Carbon capture and utilisation has seen major advances over the past year in terms of technological innovation and adoption.
Leading the sales of large-scale and strategic industrial gas projects at Pentair, Lyhne is responsible for developing and coordinating global projects and implementing new technologies for alternative and reliable feed gas sources.
Lyhne elaborated on the demand of the merchant CO2 market, revealing that it’s estimated up to 25 million tonnes per year that makes up the entire merchant CO2 market size.
He explained that there are two main ways of turning waste into revenue streams: biogas upgrading solutions and carbon capture solutions.
For biogas upgrading, he explained that Pentair’s biogas upgrading methods utilises membrane gas separation and advanced amine technology (AAT).
“This works in a relatively simple way. The compressed raw biogas is pressed through the membranes and will separate the CO2.”
“The CO2 comes out of the membrane as a high purity CO2 source.”
With more than 350 AAT plants in operation, Pentair uses the technology to capture CO2 through a solvent from flue gas.
Moving on to medium-purity methods, he explained Pentair’s FlashCO2 technology, saying, “FlashCO2 allows CO2 capture from PSA (pressure swing adsorption) off-gasses with. Medium rich CO2, eliminating the requirement for steam stripping.”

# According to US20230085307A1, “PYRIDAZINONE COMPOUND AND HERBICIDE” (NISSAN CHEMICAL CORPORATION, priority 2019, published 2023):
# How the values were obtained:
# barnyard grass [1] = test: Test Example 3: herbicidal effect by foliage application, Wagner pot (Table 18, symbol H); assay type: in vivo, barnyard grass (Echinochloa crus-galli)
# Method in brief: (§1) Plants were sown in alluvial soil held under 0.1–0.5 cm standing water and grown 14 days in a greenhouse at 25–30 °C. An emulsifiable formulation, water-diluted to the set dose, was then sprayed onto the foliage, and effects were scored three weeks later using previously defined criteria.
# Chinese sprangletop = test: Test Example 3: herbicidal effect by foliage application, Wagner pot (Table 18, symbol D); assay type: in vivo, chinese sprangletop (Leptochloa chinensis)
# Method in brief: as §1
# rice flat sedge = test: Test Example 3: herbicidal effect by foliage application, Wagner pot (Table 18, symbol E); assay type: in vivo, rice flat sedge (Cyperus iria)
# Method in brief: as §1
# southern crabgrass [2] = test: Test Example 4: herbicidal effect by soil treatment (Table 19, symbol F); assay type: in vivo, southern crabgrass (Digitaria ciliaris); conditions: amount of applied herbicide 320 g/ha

“We have recently started up a plant at Tata Chemicals in Norwich, UK,” said Lyhne.
“It’s the first industrial scale carbon capture and utilisation (CCU) plant in the UK and can capture 40,000 tonnes of CO2 from flue gases from an on-site gas fired CHP (combined heat and power) plant, resulting in an 11% carbon reduction.”
“The second project is ARC in Copenhagen where Pentair and ARC have been cooperating for net zero carbon capture,” he added.
A pilot plant has been completed with a demonstration plant to be installed this year (2022).
Following the operation’s commencement, it is planned to capture 500,000 tonnes of CO2 per year.
Progression in CO2 and is carbon capture doing enough?
“I certainly believe we are standing at a point where we are going in a different direction,” said Lyhne, with regards to sourcing of CO2.
When asked if carbon capture is doing enough o capture CO2, Lyhne admits that it’s still an expensive way of capturing the gas and the capacity of these plants are still very small.
“I believe that in the future we will see such plants replacing what we call the combustion based units, which are plants that are burning fossil fuels for the purpose of basically extracting the CO2.”
“It will come but I think it will be sometime in the future,” he concluded.